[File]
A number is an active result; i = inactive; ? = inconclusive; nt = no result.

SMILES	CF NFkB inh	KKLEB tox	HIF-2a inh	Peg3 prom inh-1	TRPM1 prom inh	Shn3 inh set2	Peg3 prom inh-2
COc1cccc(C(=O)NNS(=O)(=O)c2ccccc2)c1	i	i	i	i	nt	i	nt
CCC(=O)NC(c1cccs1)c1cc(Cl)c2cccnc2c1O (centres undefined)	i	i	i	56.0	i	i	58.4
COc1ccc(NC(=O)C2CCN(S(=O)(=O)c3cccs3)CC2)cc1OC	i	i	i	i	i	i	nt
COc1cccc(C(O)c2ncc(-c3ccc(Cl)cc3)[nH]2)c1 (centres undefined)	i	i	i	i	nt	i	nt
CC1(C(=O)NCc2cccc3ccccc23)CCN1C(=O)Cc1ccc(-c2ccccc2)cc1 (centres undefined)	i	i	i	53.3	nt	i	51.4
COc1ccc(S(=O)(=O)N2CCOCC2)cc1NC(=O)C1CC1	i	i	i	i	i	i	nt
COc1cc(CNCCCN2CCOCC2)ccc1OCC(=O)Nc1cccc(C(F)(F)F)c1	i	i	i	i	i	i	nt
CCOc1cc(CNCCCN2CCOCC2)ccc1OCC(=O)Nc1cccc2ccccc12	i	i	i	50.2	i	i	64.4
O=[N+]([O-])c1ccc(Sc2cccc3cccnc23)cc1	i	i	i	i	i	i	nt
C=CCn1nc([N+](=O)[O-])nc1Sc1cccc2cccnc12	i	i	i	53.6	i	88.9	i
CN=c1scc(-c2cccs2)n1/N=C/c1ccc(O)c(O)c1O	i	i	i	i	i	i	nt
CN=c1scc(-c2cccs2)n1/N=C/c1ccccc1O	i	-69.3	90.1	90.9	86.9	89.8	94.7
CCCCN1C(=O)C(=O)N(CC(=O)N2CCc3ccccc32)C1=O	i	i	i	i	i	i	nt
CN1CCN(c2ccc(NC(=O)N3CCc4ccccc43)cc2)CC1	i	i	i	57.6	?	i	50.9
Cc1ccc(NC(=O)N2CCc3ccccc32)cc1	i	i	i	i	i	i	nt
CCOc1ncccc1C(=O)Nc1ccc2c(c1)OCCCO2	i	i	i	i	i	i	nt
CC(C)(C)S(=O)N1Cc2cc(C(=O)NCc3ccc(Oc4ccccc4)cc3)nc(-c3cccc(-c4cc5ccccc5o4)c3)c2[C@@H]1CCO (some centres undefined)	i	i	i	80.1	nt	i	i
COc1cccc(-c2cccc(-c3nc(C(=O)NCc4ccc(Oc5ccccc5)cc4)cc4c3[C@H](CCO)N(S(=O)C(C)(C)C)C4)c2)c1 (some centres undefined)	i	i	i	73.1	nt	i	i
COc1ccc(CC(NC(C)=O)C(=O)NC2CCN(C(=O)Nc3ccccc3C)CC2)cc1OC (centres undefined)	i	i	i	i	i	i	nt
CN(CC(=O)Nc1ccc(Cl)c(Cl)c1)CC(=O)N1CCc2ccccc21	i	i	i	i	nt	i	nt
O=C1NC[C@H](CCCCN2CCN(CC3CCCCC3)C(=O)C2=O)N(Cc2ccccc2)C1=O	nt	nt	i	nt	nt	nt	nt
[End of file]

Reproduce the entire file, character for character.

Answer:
A number is an active result; i = inactive; ? = inconclusive; nt = no result.

SMILES	CF NFkB inh	KKLEB tox	HIF-2a inh	Peg3 prom inh-1	TRPM1 prom inh	Shn3 inh set2	Peg3 prom inh-2
COc1cccc(C(=O)NNS(=O)(=O)c2ccccc2)c1	i	i	i	i	nt	i	nt
CCC(=O)NC(c1cccs1)c1cc(Cl)c2cccnc2c1O (centres undefined)	i	i	i	56.0	i	i	58.4
COc1ccc(NC(=O)C2CCN(S(=O)(=O)c3cccs3)CC2)cc1OC	i	i	i	i	i	i	nt
COc1cccc(C(O)c2ncc(-c3ccc(Cl)cc3)[nH]2)c1 (centres undefined)	i	i	i	i	nt	i	nt
CC1(C(=O)NCc2cccc3ccccc23)CCN1C(=O)Cc1ccc(-c2ccccc2)cc1 (centres undefined)	i	i	i	53.3	nt	i	51.4
COc1ccc(S(=O)(=O)N2CCOCC2)cc1NC(=O)C1CC1	i	i	i	i	i	i	nt
COc1cc(CNCCCN2CCOCC2)ccc1OCC(=O)Nc1cccc(C(F)(F)F)c1	i	i	i	i	i	i	nt
CCOc1cc(CNCCCN2CCOCC2)ccc1OCC(=O)Nc1cccc2ccccc12	i	i	i	50.2	i	i	64.4
O=[N+]([O-])c1ccc(Sc2cccc3cccnc23)cc1	i	i	i	i	i	i	nt
C=CCn1nc([N+](=O)[O-])nc1Sc1cccc2cccnc12	i	i	i	53.6	i	88.9	i
CN=c1scc(-c2cccs2)n1/N=C/c1ccc(O)c(O)c1O	i	i	i	i	i	i	nt
CN=c1scc(-c2cccs2)n1/N=C/c1ccccc1O	i	-69.3	90.1	90.9	86.9	89.8	94.7
CCCCN1C(=O)C(=O)N(CC(=O)N2CCc3ccccc32)C1=O	i	i	i	i	i	i	nt
CN1CCN(c2ccc(NC(=O)N3CCc4ccccc43)cc2)CC1	i	i	i	57.6	?	i	50.9
Cc1ccc(NC(=O)N2CCc3ccccc32)cc1	i	i	i	i	i	i	nt
CCOc1ncccc1C(=O)Nc1ccc2c(c1)OCCCO2	i	i	i	i	i	i	nt
CC(C)(C)S(=O)N1Cc2cc(C(=O)NCc3ccc(Oc4ccccc4)cc3)nc(-c3cccc(-c4cc5ccccc5o4)c3)c2[C@@H]1CCO (some centres undefined)	i	i	i	80.1	nt	i	i
COc1cccc(-c2cccc(-c3nc(C(=O)NCc4ccc(Oc5ccccc5)cc4)cc4c3[C@H](CCO)N(S(=O)C(C)(C)C)C4)c2)c1 (some centres undefined)	i	i	i	73.1	nt	i	i
COc1ccc(CC(NC(C)=O)C(=O)NC2CCN(C(=O)Nc3ccccc3C)CC2)cc1OC (centres undefined)	i	i	i	i	i	i	nt
CN(CC(=O)Nc1ccc(Cl)c(Cl)c1)CC(=O)N1CCc2ccccc21	i	i	i	i	nt	i	nt
O=C1NC[C@H](CCCCN2CCN(CC3CCCCC3)C(=O)C2=O)N(Cc2ccccc2)C1=O	nt	nt	i	nt	nt	nt	nt